Noah Shachtman: Pics: Afghanistan’s Beautiful, Horrible War - The day before the elections in Afghanistan, I ran into Peter van Agtmael, the war photographer, at a Marine Corps outpost in the town of Garmsir. He and the New York Times’ Dexter Filkins were coming from Mianposhteh, where they had spent the last few days with the marines of 2/8 Echo company, getting shot at. I was on my way to do the same thing. Good luck, Peter told me. You’ll need it. Two-and-a-half weeks later, I ran into Peter at the Dubai airport. We were both on our way out of Afghanistan, and heading to Europe. We drank a couple of beers, to celebrate making it out of Mianposhteh intact and to remember the troops that were still in such awful, dangerous places. Then he showed me his pictures from his time with Echo. They were haunting and gorgeous, vivid and heartbreaking. (READ MORE)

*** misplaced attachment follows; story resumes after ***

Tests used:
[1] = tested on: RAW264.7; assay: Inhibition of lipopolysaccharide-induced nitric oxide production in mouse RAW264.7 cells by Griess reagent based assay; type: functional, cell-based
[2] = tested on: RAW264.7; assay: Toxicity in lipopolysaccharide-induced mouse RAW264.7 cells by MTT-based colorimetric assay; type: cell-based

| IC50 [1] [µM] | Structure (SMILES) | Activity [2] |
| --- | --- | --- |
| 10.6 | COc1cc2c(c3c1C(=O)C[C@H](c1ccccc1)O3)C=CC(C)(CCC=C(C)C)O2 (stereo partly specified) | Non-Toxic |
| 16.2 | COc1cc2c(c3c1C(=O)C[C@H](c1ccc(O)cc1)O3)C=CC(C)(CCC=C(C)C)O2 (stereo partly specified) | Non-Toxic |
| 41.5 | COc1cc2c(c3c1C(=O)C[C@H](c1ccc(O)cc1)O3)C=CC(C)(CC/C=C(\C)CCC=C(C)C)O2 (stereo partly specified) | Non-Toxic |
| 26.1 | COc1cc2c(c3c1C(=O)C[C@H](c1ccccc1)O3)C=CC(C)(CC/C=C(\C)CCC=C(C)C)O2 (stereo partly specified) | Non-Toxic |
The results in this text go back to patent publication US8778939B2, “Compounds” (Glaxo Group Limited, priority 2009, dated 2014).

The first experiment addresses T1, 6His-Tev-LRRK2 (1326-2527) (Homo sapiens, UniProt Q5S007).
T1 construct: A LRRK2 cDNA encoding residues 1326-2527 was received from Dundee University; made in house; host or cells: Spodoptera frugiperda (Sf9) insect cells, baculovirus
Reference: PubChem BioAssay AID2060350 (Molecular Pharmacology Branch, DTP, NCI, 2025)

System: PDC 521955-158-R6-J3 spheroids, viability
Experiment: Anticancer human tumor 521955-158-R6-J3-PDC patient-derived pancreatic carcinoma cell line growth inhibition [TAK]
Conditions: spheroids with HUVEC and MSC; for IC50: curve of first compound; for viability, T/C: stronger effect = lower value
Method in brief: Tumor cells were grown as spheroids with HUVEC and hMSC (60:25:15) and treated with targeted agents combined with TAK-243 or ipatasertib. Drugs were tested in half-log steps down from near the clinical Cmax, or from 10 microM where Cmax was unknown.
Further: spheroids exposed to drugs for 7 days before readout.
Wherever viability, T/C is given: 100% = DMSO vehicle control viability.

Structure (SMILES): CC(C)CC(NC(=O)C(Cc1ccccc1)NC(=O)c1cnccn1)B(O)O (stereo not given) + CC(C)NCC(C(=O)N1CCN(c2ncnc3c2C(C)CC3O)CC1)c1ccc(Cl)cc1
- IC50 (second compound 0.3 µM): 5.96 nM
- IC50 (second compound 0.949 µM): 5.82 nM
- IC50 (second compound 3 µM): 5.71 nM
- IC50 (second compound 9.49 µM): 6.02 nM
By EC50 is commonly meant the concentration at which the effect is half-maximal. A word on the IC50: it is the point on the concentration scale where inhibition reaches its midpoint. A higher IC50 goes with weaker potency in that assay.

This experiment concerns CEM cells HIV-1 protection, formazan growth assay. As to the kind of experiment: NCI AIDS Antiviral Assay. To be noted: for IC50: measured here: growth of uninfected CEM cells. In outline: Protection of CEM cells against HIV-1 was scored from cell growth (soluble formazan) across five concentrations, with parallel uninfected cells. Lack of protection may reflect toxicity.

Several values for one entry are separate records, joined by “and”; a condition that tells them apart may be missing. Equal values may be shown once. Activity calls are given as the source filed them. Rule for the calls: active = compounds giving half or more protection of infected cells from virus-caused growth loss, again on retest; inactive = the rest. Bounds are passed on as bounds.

World-Wide-Matel: The Few, the Proud Get More Numerous - All the armed services have exceeded their recruitment goals and they are recruiting higher quality than ever. The Marines managed to reach their EXPANDED goals years early. The “Washington Post” article reporting this still suffers some of the old-fashioned thinking that people are somehow driven by dire circumstance into joining up. In fact most recruits come from middle class or upper middle class backgrounds. The military no longer gets most, or even many, of its recruits from among the poor and uneducated. Unfortunately for these guys, they cannot pass the tests or requirements to get in. Ethnically as well as economically the military looks like America. The military is a little more rural and a little more southern than the general population. There is a lot of speculation about why this might be true. Rural people tend to be patriotic, in my experience, and they also tend to know how to use guns and operate heavy equipment. (READ MORE)